Major TV manufacturers use marketing labels in product descriptions to exaggerate the refresh rate of their TVs.

Samsung Motion Rate, Sony MotionFlow XR, LG TruMotion and TCL Clear Motion Index are not accurate numbers indicating the actual refresh rate. Fortunately, more often than not, these designations are just double the real value, so it is easy to convert.

The table below shows how the marketing designations and the actual refresh rates of major brand TVs differ.

Fake refresh rates tend to be higher than real ones, so using them allows manufacturers to sell their TVs as “better” than they really are. Because these fictitious values are different for each company, they also differ from each other. Because of this, it is impossible to directly compare TVs from different brands, especially for people who do not know how to figure out the real refresh rate (which is usually not listed anywhere).

Samsung Motion Rate

Samsung’s Motion Rate (formerly Clear Motion Rate) is easy to recalculate. For the rare 1080p Samsung TVs that are still on the market, Motion Rate will be equivalent to the actual refresh rate. For 4k TVs, it is simply twice the refresh rate of the screen.

Sony Motionflow XR and X-Motion Clarity

Sony are arguably some of the most audacious offenders in overstating their numbers. Next to their marketing names, they list refresh rate numbers. These numbers do not really mean anything either (either 240 or 960 are common). Unlike most other manufacturers, you can’t translate them so easily into real values, but generally 240 means 60 Hz and anything higher means 120 Hz. Starting with the 2018 X900F, Sony has also started advertising some high-end LED models with X-Motion Clarity instead of Motionflow XR. All TVs with X-Motion Clarity have a 120 Hz refresh rate.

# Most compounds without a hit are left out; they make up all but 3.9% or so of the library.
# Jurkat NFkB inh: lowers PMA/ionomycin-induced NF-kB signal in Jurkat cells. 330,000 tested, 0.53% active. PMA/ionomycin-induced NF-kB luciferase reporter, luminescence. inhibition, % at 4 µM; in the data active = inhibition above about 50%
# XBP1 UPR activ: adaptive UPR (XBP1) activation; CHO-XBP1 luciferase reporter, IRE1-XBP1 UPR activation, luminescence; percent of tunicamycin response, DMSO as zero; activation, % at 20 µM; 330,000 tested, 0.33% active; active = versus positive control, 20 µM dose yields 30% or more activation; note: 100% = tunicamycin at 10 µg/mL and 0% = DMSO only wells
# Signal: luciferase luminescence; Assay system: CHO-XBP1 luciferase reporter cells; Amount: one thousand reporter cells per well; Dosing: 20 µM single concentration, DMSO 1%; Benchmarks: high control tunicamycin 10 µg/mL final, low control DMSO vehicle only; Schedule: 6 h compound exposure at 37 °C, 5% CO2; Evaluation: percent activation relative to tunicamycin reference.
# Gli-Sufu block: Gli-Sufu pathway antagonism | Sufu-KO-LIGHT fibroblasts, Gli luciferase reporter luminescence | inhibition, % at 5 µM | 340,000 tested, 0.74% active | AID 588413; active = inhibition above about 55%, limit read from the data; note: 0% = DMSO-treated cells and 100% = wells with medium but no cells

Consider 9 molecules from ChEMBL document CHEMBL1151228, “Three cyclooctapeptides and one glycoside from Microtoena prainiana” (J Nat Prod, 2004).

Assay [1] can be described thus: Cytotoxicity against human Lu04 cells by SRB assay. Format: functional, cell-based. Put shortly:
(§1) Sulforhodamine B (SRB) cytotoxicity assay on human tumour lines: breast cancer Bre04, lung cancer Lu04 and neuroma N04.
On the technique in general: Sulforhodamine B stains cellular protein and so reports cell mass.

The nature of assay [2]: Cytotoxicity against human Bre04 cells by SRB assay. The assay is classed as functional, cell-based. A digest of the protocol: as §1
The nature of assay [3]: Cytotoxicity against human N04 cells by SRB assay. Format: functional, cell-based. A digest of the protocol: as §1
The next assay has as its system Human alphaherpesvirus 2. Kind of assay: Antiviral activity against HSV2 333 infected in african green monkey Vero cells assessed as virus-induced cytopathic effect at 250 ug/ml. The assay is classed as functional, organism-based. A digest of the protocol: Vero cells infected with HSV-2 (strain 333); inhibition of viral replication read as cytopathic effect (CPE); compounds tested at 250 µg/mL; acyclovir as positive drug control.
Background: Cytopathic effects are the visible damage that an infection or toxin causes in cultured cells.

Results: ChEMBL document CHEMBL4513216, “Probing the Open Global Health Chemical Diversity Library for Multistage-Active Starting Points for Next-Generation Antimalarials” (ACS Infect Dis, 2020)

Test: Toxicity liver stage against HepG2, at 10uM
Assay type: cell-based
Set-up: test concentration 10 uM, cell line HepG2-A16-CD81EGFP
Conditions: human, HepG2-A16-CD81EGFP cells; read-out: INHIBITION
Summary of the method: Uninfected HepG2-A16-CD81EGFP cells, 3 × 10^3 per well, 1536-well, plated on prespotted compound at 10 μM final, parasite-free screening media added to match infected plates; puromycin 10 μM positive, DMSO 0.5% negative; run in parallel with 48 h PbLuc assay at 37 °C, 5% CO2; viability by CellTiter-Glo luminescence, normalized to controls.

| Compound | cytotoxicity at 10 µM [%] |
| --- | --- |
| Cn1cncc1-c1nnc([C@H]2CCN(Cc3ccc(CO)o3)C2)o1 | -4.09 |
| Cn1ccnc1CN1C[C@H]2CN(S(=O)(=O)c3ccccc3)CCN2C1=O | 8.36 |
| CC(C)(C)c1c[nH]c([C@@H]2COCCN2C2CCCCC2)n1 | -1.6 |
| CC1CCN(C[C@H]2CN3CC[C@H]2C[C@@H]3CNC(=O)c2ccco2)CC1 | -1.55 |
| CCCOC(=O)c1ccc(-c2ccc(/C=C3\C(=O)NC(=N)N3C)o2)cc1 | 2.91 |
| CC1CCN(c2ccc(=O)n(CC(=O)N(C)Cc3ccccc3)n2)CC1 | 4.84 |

LG TruMotion

LG, like other manufacturers, came up with their own marketing term for refresh rate. It is TruMotion. Its value is the same as their motion interpolation function (known as the “soap opera effect”). The numbers are easy to translate, as it is simply a doubling of the real refresh rate. In some countries, it founds with the letters “TM” in front of the value. For example, a 120 Hz refresh rate lists as “TM240”. LG recently started listing the actual refresh rate of their TVs in brackets next to the TruMotion value, which does them credit. LG’s OLED TVs are a bit different in this regard, and they do not use the marketing term TruMotion – instead, they just indicate their actual refresh rate.

TCL Clear Motion Index

TCL followed the other manufacturers in introducing their marketing term as well. Fortunately, the manufacturer simply doubles down on the actual refresh rate. Some smaller diagonal models do not use the name and just show the actual refresh rate. Since all TCL TVs currently available have 60 Hz displays anyway, it does not really matter what marketing terms they use.


In the uphill battle for their market share, manufacturers are trying to find creative ways to present existing technology in an original way. Artificially inflated refresh rates are just one way that marketers use them. Fortunately, most manufacturers are becoming more and more transparent in this regard, so it is not so difficult for the consumer to decipher their terms and know what they are really buying.

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